The 2015 Toyota Corolla
S Plus is a sporty version of the Corolla that puts it a few steps above the standard economical Corolla to make it more attractive to mainly younger buyers.
In fact, the 2014 compact Corolla got a major makeover. It received racier styling, a longer wheelbase, improved suspension and a much-needed roomier rear seat.
The Corolla, which will have only minor changes for 2016, now provides decent room for four tall adults, although the stiff center of the rear seat is best left to the fold-down armrest, which contains two cupholders.
The interior has a sporty, rather upscale look, with nifty looking seat stitching. However, occupants sit lower than in some cars, and some occupants may want to sit higher for a better look out of windows. At least the driver has a manual height-control seat.
There's a decent amount of cabin storage areas in the quiet interior. For instance, all doors have storage pockets.
The large trunk has a low, wide opening, and the thick split seatbacks fold forward to provide more cargo room. But the trunk lid has no interior pull-down handle or indented area to help close it. Thus, count on your hands to probably get dirty when they close the lid.
The 2015 front-drive Corolla is much the same as last year's model, with carryover 1.8-liter four-cylinder engines that develop 132 or 140 horsepower. There's little difference between performance of the two, and they provide decent acceleration in urban areas and highways.
Estimated fuel economy of the 132-horsepower Corolla S Plus is 28 miles per gallon in the city and 37 on highways with a manual transmission. Figures with an automatic are 29 and 37. Only regular-grade gasoline is needed.
The engines work with a six-speed manual or a continuously variable automatic (CVT), which my Corolla S Plus model test car had. The CVT shifts seamlessly on its own or can easily be shifted manually via a console shifter or paddles near the steering wheel.
The S Plus with the CVT lists at $19,895 and at $21,495 with the manual, according to Toyota . Generally, automatic transmissions once cost extra.
My test Corolla S Plus had a modified suspension with low-profile 45-series tires on 17-inch alloy wheels, an all-disc anti-lock brake setup (instead of front discs and rear drums), a driver's seat with good lateral support, sport instrumentation, integrated fog lights and color-keyed, heated outside power mirrors with integrated turn-signal indicators.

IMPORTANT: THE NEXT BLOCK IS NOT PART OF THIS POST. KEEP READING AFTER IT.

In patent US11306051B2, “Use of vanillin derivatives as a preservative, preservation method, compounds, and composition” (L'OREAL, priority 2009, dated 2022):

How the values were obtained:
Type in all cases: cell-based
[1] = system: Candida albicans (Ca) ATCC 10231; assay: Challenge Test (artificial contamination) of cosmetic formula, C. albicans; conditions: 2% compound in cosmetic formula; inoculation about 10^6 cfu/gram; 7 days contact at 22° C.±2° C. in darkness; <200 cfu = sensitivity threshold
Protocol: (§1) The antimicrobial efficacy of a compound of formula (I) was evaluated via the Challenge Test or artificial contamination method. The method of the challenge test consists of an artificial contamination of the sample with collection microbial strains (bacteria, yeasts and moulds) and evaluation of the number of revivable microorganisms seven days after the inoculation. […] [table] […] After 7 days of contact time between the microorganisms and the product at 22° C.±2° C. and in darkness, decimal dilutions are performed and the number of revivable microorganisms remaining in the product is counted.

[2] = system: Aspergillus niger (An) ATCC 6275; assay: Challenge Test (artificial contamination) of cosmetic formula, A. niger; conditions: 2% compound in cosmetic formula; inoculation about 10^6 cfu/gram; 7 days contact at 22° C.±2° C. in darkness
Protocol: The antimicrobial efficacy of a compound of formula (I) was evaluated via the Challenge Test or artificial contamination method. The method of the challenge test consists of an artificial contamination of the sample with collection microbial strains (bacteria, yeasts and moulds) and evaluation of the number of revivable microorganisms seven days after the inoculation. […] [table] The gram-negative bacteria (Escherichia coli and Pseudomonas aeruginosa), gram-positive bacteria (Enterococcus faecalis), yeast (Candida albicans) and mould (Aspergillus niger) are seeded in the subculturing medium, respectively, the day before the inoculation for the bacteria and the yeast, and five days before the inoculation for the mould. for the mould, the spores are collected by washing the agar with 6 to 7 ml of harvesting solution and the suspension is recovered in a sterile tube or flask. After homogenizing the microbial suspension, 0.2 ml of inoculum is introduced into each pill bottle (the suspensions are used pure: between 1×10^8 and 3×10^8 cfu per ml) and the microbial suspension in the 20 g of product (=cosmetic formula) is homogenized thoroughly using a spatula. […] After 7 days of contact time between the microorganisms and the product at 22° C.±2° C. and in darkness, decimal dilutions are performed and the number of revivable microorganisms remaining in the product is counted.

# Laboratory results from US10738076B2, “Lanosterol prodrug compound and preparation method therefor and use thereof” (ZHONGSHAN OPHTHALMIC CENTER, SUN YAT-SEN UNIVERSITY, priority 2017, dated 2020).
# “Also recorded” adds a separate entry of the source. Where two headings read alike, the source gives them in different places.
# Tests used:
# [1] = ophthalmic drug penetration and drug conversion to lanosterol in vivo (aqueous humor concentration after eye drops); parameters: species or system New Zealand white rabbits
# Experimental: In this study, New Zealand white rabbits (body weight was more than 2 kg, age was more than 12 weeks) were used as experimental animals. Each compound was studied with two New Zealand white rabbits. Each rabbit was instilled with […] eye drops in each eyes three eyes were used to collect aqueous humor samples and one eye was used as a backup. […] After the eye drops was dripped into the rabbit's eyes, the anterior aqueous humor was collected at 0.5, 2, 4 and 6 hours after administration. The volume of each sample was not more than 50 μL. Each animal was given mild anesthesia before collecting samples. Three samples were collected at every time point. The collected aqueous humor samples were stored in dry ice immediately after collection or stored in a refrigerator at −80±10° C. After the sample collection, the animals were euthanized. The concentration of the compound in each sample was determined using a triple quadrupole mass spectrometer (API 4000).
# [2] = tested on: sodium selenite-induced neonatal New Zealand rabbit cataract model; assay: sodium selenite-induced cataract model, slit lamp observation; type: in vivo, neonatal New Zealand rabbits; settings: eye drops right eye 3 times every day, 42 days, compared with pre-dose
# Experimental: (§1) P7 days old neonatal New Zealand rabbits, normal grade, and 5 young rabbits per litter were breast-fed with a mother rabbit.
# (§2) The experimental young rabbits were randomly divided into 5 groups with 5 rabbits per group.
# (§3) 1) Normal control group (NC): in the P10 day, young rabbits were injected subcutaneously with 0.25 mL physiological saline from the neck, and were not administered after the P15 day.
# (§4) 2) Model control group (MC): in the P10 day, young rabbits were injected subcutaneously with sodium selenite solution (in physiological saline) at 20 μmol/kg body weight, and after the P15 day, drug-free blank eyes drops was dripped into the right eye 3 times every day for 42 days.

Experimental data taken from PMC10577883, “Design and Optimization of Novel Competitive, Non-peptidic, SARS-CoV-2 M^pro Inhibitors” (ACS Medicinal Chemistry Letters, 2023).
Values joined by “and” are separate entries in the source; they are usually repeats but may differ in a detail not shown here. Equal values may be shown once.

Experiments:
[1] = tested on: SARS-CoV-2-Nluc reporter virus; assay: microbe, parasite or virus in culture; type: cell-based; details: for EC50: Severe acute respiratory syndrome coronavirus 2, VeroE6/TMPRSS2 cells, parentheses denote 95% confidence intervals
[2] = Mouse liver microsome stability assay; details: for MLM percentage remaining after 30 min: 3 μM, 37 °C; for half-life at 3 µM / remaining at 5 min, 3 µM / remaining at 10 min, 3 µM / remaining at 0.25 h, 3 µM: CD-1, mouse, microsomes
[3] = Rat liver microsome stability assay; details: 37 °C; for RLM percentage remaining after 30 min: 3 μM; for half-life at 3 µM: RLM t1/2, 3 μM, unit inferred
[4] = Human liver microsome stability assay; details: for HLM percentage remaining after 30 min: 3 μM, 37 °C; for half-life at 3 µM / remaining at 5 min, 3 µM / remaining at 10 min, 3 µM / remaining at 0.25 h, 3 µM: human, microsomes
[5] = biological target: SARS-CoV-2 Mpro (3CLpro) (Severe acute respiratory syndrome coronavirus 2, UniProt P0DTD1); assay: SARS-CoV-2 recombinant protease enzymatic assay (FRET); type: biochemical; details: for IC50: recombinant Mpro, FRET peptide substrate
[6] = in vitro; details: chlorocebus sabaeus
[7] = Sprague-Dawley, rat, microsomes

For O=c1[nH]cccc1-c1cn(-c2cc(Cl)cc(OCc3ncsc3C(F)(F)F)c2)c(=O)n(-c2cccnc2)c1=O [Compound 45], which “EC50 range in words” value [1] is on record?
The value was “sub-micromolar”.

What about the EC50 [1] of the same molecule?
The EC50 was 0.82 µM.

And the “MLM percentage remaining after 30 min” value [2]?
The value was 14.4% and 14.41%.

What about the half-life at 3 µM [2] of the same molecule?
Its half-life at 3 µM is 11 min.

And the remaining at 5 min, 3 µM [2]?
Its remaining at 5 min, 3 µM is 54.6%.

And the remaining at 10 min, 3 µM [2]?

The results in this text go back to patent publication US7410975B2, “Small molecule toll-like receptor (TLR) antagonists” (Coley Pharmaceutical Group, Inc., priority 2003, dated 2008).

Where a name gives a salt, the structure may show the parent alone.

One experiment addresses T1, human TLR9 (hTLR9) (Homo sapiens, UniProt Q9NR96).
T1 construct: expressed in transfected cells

There's also a leather-wrapped steering wheel and a rear spoiler. However, bright sunlight nearly "washed out" gauge readings.
A console button can be pushed to activate a "sport drive mode." That mode seemed to liven acceleration a little, but generally didn't seem to affect performance much. The owner's manual indicated it's mainly useful for mountain driving.
The steering was quick and precise with decent road feel, and the supple suspension provided a comfortable, if rather firm, ride. Still, sharp bumps could be felt. Handling was sharp, thanks partly to the wider tires and firmer suspension. The all-disc brakes stopped the car quickly, with good pedal feel.
Owners should keep the car's low front end in mind, although I never scraped it, and it's there for better aerodynamics.
The Corolla S Plus is pretty well-equipped. Standard items include automatic climate control, cruise control, backup camera, Entune Audio with a 6.1-inch touchscreen, remote keyless entry and power door locks and windows.
Safety features include Smart Stop Technology, eight air bags, a brake-assist feature and traction-control system.
Corollas have a reputation for lasting a very long time with proper maintenance. That makes the sporty S Plus model even more attractive.